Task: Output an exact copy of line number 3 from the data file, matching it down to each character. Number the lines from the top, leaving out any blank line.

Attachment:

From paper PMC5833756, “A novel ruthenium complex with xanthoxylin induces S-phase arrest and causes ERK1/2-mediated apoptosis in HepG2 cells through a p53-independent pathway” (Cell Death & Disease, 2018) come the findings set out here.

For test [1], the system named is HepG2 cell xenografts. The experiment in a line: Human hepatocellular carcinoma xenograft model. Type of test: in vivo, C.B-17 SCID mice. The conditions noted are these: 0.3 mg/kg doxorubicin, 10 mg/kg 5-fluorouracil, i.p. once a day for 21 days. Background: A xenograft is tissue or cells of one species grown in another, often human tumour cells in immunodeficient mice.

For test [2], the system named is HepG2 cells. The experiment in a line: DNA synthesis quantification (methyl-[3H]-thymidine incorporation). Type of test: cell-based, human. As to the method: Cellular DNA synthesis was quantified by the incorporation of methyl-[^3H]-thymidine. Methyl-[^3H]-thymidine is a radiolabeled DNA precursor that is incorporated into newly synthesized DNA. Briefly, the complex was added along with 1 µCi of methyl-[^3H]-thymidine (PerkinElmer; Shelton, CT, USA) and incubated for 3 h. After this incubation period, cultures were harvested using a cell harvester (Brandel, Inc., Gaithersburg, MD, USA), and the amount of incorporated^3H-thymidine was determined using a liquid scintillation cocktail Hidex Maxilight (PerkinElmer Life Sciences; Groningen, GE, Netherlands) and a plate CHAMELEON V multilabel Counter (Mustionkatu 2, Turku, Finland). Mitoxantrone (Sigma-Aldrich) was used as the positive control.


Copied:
For test [2], the system named is HepG2 cells. The experiment in a line: DNA synthesis quantification (methyl-[3H]-thymidine incorporation). Type of test: cell-based, human. As to the method: Cellular DNA synthesis was quantified by the incorporation of methyl-[^3H]-thymidine. Methyl-[^3H]-thymidine is a radiolabeled DNA precursor that is incorporated into newly synthesized DNA. Briefly, the complex was added along with 1 µCi of methyl-[^3H]-thymidine (PerkinElmer; Shelton, CT, USA) and incubated for 3 h. After this incubation period, cultures were harvested using a cell harvester (Brandel, Inc., Gaithersburg, MD, USA), and the amount of incorporated^3H-thymidine was determined using a liquid scintillation cocktail Hidex Maxilight (PerkinElmer Life Sciences; Groningen, GE, Netherlands) and a plate CHAMELEON V multilabel Counter (Mustionkatu 2, Turku, Finland). Mitoxantrone (Sigma-Aldrich) was used as the positive control.